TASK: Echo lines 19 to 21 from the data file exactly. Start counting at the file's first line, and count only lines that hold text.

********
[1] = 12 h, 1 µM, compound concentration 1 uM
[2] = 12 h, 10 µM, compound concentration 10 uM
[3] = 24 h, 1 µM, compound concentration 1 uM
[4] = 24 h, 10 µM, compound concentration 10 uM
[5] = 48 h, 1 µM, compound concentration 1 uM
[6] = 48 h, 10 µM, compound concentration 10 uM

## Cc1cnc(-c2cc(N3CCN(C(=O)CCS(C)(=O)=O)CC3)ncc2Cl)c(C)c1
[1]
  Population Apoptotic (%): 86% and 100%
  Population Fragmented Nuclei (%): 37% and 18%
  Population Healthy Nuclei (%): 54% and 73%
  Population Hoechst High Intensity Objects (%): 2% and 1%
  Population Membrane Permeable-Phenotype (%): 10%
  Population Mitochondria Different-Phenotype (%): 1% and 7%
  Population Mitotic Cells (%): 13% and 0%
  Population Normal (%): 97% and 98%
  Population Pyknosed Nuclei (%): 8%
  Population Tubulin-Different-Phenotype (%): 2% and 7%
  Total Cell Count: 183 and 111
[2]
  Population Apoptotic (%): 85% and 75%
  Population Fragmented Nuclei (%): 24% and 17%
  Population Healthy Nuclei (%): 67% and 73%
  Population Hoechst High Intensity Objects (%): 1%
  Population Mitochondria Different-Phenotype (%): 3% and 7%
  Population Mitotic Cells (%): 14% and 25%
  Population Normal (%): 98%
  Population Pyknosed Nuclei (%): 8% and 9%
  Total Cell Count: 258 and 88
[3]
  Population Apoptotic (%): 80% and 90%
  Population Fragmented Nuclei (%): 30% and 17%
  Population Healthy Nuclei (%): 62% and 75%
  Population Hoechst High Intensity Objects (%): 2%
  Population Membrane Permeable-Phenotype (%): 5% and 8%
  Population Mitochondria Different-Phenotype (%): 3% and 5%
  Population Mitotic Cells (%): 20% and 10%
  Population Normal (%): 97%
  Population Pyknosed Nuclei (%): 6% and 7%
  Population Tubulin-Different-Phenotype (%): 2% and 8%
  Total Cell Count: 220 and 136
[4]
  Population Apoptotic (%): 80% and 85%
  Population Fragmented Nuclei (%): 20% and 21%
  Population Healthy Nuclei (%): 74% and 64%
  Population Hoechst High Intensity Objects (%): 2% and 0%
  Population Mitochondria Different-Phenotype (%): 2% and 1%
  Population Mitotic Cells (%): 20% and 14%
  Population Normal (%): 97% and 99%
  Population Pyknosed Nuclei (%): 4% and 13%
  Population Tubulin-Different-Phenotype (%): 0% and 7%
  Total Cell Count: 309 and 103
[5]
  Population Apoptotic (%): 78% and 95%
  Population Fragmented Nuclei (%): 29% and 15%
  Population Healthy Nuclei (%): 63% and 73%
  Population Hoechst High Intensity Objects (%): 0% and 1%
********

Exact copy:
  Total Cell Count: 183 and 111
[2]
  Population Apoptotic (%): 85% and 75%